Who knew—but yes, next week is Tax Identity Theft Awareness Week. How sad is it that we have to have a week devoted to education and awareness on this topic?
It’s tax season (“busy season” as my CPA friends call it), and prime time for identity thieves to reap millions in fake and fraudulent tax returns as they have done in the past.
To combat this widespread and serious problem, the Federal Trade Commission (FTC) has dubbed the week of January 29 – February 2, 2018 as “Tax Identity Theft Awareness Week,” and has announced a number of free webinars, Twitter chats and helpful information to prevent tax identity theft, and resources in the unfortunate event you become a victim of tax identity theft.
The FTC resources can be accessed here.
Here is a schedule of events so far:
- January 29, 2 p.m. EST — The FTC and the Identity Theft Resource Center co-host a webinar for consumers about tax identity theft, IRS imposter scams, how to protect yourself, and recovery steps for victims.
- January 30, 2:30 p.m. EST — The FTC, AARP Fraud Watch Network, AARP Foundation Tax-Aide program, and the Treasury Inspector General for Tax Administration invite consumers to a webinar about tax identity theft and IRS imposter scams.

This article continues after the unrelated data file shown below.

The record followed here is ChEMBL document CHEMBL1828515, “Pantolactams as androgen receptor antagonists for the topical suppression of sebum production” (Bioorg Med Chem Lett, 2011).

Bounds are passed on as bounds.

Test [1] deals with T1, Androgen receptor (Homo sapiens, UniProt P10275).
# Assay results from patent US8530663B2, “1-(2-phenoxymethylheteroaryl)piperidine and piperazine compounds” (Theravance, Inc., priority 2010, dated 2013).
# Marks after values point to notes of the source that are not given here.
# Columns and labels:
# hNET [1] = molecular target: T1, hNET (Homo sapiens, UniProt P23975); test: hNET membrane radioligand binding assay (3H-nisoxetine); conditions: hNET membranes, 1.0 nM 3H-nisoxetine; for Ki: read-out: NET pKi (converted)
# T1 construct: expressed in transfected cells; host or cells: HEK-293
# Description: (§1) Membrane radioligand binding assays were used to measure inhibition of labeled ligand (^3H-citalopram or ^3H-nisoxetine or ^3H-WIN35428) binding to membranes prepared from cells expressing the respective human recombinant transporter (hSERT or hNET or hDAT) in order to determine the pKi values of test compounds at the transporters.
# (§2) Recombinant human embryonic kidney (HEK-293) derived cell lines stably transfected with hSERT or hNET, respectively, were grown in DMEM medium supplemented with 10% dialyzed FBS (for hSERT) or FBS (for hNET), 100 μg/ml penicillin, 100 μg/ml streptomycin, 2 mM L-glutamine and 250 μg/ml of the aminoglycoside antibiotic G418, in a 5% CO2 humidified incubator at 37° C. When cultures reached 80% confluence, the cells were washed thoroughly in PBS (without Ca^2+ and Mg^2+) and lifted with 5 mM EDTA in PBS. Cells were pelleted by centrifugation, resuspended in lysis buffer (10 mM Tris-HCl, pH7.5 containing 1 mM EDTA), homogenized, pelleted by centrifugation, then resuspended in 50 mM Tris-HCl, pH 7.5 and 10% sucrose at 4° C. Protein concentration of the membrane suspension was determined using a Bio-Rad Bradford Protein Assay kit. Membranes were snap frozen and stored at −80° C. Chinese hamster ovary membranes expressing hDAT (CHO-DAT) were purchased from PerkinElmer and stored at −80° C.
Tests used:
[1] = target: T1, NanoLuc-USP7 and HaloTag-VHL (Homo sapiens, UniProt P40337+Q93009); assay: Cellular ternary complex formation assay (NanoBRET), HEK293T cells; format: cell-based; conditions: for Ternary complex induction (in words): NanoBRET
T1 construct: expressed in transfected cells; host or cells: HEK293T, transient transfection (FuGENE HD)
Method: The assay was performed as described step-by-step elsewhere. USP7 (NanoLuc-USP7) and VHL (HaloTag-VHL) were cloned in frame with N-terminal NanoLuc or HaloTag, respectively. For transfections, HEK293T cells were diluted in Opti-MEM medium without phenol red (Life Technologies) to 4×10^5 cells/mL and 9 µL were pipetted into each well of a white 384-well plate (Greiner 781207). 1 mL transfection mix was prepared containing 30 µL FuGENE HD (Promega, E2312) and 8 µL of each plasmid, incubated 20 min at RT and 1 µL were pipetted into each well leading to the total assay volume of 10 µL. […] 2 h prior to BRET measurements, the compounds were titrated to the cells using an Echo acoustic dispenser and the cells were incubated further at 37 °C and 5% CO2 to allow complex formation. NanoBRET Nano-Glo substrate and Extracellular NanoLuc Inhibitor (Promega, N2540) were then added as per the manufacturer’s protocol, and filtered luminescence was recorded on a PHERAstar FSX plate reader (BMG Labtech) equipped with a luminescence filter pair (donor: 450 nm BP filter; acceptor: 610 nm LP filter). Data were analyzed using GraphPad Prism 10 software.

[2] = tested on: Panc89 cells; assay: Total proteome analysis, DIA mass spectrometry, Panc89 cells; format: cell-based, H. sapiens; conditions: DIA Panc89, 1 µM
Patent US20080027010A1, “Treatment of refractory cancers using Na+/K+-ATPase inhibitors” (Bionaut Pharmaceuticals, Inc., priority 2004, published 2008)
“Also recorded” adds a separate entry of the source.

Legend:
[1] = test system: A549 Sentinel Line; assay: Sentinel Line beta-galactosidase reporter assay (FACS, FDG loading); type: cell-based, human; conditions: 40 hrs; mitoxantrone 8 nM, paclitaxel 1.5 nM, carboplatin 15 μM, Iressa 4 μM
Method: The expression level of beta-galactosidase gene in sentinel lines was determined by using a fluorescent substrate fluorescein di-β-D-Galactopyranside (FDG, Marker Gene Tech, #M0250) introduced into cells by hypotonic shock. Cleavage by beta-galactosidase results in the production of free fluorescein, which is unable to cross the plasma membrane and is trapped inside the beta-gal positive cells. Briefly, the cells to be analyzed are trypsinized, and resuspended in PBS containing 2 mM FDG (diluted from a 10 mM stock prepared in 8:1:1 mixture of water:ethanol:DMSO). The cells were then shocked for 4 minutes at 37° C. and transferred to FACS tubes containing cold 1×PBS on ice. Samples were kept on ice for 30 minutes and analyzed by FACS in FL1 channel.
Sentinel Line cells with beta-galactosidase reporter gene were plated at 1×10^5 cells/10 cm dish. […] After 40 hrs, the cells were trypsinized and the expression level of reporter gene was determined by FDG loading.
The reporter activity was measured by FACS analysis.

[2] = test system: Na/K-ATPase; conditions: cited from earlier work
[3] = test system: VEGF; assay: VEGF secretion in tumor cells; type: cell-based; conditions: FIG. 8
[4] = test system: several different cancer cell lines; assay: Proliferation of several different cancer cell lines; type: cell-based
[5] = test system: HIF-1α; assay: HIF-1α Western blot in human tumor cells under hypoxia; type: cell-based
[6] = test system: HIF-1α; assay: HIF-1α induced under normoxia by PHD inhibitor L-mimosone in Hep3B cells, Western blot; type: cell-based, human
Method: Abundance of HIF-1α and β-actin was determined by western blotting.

- January 31, 11 a.m. EST — The FTC and the Department of Veterans Affairs co-host a Twitter chat for service members, veterans, and their families about minimizing your risk of tax identity theft and recovering if you’re a victim.
- January 31, 1 p.m. EST — The FTC, the Department of Veterans Affairs, and the Treasury Inspector General for Tax Administration discuss tax identity theft, IRS imposter scams, and what to do if you become a victim. This is a closed webinar for Veterans Administration employees, patients, and contractors.
- February 1, 1 p.m. EST — The FTC and IRS offer a free webinar for small businesses about tax identity theft, imposter scams that target businesses, cybersecurity, data breaches, and free resources for your business, employees and customers.
- February 1, 3 p.m. EST — The FTC and the Identity Theft Resource Center invite consumers to join a Twitter chat about tax identity theft, its warning signs, and what to do if it happens to you.
In addition, the FTC has published these tips to fight tax identity theft:
- File your tax return early in the tax season, if you can.
- Use a secure internet connection if you file electronically, or mail your tax return directly from the post office.
- Respond to all mail from the IRS as soon as possible.
- If tax identity theft happens to you, visit IdentityTheft.gov to report it to the FTC, file an Identity Theft Affidavit with the IRS electronically, and get a personal recovery plan.
We all have to file our tax returns, but following these tips may protect you from tax identity theft while you do so.